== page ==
Nine clergy members from across the state have signed an open letter calling on local and state law enforcement to protect voters against intimidation and harassment at the polls.

The clergy are leaders in Faith in Action Alabama, a regional association of Christian congregations affiliated with the national group Faith in Action, the largest grassroots, faith-based organizing network in the country. It seeks to address a range of issues like gun violence, health care, immigration and voting rights.

This is their letter:

Across our country and here in Alabama, it is being seen that citizens are turning out in record numbers to vote early and by absentee ballots. It is very heartening to see so many of our fellow citizens energized and committed to exercising that most fundamental and critical duty of citizenship, the use of their franchise.  As servant leaders of an ecumenical association of nearly 2,000 faith communities across our state we are certainly encouraging our congregants to fulfill this duty either through early, absentee or day of election voting. For us this is not only part of our civic duty, but as people of faith obligation as well.

Unfortunately, it it also largely known that there are forces in our country that are actively, publicly and fervently at work to suppress the votes of some of our fellow citizens. We write to implore you to use the full authority of your office and department to ensure that those who seek to vote, especially on November 3, 2020 are not assailed or intimidated by illegal harassment in their polling places. We believe these threats are pervasive enough and real enough that proactive measures should be in place as citizens come to vote throughout that day. The strong, visible presence of uniformed legitimate law officers will hopefully prevent any attempts at confrontation or intimidation and violence.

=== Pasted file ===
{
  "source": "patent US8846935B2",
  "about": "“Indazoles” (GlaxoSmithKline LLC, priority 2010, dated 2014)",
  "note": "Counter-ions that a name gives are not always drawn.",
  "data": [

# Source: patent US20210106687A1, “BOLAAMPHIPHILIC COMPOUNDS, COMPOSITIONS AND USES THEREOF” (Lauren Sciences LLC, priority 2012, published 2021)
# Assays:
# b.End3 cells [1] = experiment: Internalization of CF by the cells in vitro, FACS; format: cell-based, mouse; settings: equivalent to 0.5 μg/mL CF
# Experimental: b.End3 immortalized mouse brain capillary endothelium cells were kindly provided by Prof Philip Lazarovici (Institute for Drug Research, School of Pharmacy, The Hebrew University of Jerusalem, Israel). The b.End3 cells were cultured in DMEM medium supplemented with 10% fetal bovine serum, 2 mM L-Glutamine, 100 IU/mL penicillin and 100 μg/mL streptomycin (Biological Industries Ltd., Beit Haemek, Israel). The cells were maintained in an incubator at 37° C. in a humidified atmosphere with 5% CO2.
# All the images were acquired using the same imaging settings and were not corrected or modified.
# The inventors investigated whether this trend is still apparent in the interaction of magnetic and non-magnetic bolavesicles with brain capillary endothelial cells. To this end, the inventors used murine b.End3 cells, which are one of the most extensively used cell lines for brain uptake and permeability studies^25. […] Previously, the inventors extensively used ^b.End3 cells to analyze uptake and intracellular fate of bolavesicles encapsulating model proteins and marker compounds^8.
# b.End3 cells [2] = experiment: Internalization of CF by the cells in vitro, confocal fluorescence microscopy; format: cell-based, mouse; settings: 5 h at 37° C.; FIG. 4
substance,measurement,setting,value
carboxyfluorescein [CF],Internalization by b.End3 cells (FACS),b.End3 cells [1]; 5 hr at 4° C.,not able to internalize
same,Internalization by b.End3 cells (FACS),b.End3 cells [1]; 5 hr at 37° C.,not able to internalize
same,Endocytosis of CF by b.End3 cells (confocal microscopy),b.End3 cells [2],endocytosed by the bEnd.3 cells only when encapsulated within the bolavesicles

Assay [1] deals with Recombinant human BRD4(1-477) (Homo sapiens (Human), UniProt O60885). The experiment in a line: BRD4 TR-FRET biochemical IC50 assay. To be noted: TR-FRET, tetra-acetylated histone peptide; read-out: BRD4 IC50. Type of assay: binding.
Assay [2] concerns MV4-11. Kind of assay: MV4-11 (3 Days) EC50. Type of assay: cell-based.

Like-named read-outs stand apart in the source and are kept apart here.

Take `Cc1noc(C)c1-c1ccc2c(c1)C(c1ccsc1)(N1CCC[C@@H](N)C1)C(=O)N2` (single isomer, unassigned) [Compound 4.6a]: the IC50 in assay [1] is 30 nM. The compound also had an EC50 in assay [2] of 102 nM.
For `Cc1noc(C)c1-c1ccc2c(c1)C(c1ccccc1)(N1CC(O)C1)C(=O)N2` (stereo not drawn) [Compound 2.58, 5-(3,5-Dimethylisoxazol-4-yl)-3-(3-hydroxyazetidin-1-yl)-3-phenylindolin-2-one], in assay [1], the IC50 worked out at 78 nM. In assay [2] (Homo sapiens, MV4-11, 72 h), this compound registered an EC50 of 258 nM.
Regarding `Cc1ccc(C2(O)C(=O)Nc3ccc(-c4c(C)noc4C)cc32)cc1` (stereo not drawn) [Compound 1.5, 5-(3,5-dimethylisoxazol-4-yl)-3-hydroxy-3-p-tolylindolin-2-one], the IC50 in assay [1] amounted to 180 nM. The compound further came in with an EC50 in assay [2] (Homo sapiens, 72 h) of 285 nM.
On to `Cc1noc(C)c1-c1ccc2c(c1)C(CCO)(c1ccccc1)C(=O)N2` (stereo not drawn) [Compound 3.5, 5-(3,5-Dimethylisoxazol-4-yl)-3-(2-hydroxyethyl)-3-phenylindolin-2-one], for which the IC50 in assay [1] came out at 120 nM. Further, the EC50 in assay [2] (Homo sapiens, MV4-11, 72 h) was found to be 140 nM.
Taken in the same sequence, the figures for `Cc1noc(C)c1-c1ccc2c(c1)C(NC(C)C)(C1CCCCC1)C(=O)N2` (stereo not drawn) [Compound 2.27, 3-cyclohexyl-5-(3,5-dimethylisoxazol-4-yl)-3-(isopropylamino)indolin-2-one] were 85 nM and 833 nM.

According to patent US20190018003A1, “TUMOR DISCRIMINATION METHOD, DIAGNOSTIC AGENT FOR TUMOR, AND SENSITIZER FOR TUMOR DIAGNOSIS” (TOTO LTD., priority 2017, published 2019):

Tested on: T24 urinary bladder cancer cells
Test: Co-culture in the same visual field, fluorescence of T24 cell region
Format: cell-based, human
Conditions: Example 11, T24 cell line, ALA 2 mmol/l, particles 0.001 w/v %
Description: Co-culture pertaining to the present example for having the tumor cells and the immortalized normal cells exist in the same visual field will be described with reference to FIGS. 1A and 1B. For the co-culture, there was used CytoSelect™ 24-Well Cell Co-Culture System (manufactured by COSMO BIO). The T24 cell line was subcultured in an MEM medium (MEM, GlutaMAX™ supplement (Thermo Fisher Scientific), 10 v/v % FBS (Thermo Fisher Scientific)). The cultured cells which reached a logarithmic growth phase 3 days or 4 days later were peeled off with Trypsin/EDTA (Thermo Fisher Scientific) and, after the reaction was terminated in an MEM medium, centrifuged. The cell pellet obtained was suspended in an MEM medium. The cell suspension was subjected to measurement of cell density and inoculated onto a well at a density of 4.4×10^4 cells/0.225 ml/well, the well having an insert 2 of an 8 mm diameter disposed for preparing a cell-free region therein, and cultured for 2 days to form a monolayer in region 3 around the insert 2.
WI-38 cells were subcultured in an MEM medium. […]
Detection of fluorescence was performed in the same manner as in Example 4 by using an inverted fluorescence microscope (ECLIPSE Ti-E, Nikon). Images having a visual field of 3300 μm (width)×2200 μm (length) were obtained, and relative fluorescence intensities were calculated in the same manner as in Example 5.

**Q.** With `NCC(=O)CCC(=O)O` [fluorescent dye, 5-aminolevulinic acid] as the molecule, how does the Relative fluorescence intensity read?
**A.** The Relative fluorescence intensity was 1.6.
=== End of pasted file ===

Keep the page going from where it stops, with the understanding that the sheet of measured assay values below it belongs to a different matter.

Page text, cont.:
The history of our state is marked by the efforts of tens of thousands of Alabamians who marched, protested, brought legal actions, shed their blood and some even gave their lives that every citizen of this state might have full and free access to the ballot box. In these harrowing days it is incumbent upon all of us as citizens and you and your colleagues as law enforcement professionals to do all we can to maintain this right secured by so much courage and sacrifice.

Please be assured of our prayers for you and the men and women of your department who have the awesome responsibility of providing public safety and equal protection under the law for every Alabamian. If we, the members of Faith in Action Alabama’s Clergy Leadership Team, can be of assistance please do not hesitate to call upon us.

Sincerely,

Rev. Jeremiah Chester, St. Mark Baptist Church, Huntsville

Rev. David Frazier, Sr., Revelation Missionary Baptist Church, Mobile, and Moderator, Mobile Baptist Sunlight Association

Bishop Teresa Jefferson-Snorton, Fifth Episcopal District of the Christian Methodist Episcopal Church

Bishop Russell Kendrick, Episcopal Diocese of the Central Gulf Coast

Bishop Seth O. Lartey, Alabama-Florida Episcopal District of the African Methodist Episcopal Zion Church

President Melvin Owens, Alabama State Missionary Baptist Convention

Bishop Harry L. Seawright, Ninth Episcopal District of the African Methodist Episcopal Church

Dr. A.B. Sutton, Jr., Living Stones Temple, Fultondale

Father Manuel Williams, C.R., Resurrection Catholic Missions of the South, Montgomery

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Elections